The word Permaculture probably comes out of my mouth at least once a day. It has been this way for a good number of years now, but as of late it has started coming back a bit more into my vocabulary. As I have been modeling a number of businesses to determine where I can provide the biggest impact and value, Permaculture is always in the theme.
How it all Started
While this isn’t really a history lesson in Permaculture, a bit of background is in order. Permaculture is an ethics based design science that creates integrated whole systems for human lives on the earth. After having seen a number of different disciplines in my days, it is clear that permaculture really encompasses a number of different disciplines from biology, architecture to engineering. Permaculture was first coined in 1978 by Bill Mollison in Australia with his research assistant David Holmgren. Since then permaculture has passed from person to person via teachers who have received a Permaculture Design Certificate, certified from the Permaculture Research Institute in Australia.
Idea Adoption Curve
In order to understand where Permaculture is at, we really must talk about the Idea Adoption Curve also known as the Diffusion of Innovations. Boiled down, it is the rate at which an idea is adopted by a culture. First starting with the innovators who create the original idea, it is picked up by early adopters. These early adopters are individuals who see value in the idea long before anybody else by being the first consumers. In order to get to where the majority of people accept an idea, early adopters need to jump on board so the majority doesn’t look so “crazy” when they have finally adopted what others in the group already have.
Permaculture Early Adopters
Permaculture has already long had its early adopters. As old as permaculture is (going on 40 years old), those who were instrumental in working out kinks and implementing the ideas have been touting permaculture for decades. There have been many projects over the years, a few of which gained some notoriety such as the Greening the Desert series, and the Loess Plateau project in China. (Not necessarily Permaculture but using the principles of ecological restoration).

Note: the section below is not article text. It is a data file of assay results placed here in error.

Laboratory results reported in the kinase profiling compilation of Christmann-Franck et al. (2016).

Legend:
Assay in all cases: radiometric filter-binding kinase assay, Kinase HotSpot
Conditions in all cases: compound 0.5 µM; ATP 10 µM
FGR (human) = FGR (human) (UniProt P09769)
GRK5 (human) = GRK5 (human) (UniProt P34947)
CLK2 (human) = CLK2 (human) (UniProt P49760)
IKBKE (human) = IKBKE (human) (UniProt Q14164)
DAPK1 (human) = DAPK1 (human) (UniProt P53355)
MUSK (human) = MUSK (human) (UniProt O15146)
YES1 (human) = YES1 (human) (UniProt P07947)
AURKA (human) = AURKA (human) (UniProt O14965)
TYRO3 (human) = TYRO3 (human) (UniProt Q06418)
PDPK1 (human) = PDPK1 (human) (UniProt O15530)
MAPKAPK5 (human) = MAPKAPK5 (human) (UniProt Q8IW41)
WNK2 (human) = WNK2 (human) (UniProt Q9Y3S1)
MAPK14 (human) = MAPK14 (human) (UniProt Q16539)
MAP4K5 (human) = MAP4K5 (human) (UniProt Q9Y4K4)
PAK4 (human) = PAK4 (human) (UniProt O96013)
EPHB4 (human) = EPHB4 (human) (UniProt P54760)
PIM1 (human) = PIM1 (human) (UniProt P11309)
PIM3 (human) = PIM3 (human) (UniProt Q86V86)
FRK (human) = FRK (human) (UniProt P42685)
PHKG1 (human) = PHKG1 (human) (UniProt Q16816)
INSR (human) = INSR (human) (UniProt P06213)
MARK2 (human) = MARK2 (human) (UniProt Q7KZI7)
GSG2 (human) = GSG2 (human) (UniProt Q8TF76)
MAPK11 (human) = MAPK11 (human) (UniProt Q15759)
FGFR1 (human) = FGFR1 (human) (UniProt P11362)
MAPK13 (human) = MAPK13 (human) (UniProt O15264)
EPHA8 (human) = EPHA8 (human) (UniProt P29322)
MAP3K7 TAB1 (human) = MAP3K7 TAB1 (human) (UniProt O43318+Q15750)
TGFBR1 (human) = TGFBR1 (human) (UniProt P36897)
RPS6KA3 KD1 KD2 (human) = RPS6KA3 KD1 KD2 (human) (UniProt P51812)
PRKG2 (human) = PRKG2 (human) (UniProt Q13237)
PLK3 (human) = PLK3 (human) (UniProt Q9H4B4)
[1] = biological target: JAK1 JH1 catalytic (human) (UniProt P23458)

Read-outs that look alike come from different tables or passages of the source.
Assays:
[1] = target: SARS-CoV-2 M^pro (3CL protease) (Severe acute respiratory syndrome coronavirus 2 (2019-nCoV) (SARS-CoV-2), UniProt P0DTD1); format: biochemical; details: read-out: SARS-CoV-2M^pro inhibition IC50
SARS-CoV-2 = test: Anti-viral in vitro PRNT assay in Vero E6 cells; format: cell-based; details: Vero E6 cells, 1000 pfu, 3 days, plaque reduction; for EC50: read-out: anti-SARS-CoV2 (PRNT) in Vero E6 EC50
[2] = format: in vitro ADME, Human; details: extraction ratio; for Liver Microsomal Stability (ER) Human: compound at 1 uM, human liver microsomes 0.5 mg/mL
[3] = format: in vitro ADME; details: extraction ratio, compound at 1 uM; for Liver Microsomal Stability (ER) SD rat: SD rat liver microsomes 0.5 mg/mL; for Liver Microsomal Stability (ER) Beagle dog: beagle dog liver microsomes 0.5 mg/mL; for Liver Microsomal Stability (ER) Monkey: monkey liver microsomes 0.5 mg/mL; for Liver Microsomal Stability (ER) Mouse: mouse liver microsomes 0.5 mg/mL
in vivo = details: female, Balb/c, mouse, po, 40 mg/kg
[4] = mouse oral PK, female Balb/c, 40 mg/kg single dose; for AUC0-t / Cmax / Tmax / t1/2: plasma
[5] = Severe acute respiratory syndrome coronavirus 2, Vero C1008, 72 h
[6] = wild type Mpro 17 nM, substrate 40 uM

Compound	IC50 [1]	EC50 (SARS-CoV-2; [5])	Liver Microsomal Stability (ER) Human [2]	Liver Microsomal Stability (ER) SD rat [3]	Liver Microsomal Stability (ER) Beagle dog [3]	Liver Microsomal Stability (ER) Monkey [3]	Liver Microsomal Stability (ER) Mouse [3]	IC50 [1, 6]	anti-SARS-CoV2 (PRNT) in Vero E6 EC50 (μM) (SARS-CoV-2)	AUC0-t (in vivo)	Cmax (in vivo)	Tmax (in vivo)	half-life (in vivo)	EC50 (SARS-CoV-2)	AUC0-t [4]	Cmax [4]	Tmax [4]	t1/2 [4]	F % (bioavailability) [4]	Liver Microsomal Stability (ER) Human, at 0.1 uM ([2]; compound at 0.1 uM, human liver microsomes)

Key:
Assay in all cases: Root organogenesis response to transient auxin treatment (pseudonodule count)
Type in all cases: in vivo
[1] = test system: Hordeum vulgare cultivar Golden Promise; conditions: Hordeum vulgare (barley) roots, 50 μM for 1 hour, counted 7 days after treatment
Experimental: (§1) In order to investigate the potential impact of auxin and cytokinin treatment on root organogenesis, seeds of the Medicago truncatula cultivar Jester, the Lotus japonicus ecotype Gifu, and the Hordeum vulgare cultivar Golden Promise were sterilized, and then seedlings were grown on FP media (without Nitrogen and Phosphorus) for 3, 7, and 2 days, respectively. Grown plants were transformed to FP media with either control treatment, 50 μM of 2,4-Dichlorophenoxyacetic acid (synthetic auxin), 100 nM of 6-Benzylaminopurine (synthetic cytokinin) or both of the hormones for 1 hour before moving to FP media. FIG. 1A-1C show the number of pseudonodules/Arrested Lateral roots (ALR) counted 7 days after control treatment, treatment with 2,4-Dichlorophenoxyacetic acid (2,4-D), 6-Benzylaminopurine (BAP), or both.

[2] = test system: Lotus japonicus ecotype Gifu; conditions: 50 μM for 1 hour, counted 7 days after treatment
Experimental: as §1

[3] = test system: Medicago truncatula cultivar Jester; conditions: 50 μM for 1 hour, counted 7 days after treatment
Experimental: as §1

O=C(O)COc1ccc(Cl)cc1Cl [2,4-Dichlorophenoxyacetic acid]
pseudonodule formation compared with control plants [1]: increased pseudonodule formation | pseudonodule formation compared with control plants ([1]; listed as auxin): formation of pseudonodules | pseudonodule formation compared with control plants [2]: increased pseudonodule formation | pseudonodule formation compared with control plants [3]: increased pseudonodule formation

The internet has really kicked permaculture into gear, coming from word of mouth, to videos of actual sites that are changing paradigms everywhere.
Today: Early Majority
Having been around this movement going on 5 years now, it is very clear that Permaculture is into the early majority stage. By no means would I ever consider myself an early adopter, so much so that growing anything or getting involved with natural systems could not have been further from what I thought I would be getting into as I grew older. As you grow older and get exposed to different things, in my case war torn countries and real world poverty, you start to see larger patterns in life, driving me towards healthy productive systems.
In the last 5 years there have been many developments in Permaculture for me personally and a number of people. Everything from gaining its own conference, meetup groups, online design courses, and a complete explosion of online videos. It is kind of incredible seeing how quickly this movement is moving, which indicates to me that it is out of the early adoption phase and well on into early majority adoption.
In fact, looking at the most famous farmers in the world, the Salatins starts to show this. We had an event with Daniel Salatin of Polyface Farms back in December, and the number of “nods” he gave to permaculture was quite noteworthy. You can find a number of videos with ol’ pappy Joel Salatin speaking about permaculture at length as it is something that he has had to face with his growing crowds, and cannot pay homage to the freight train of permaculture. Can’t really get away from it, it would seem.
Permaculture in Southeastern Louisiana
Having moved to southeast Louisiana near Covington we very quickly started meeting people who had heard of permaculture. Just about any young farmer we came across at the farmers market had heard of permaculture on some level. Whether or not they practiced permaculture design is another story, but at least knowing that it exists is interesting. A few years later have passed now and I have met quite a number of people and know of many more who are interested in permaculture in the area, and even a few permaculture meetup groups.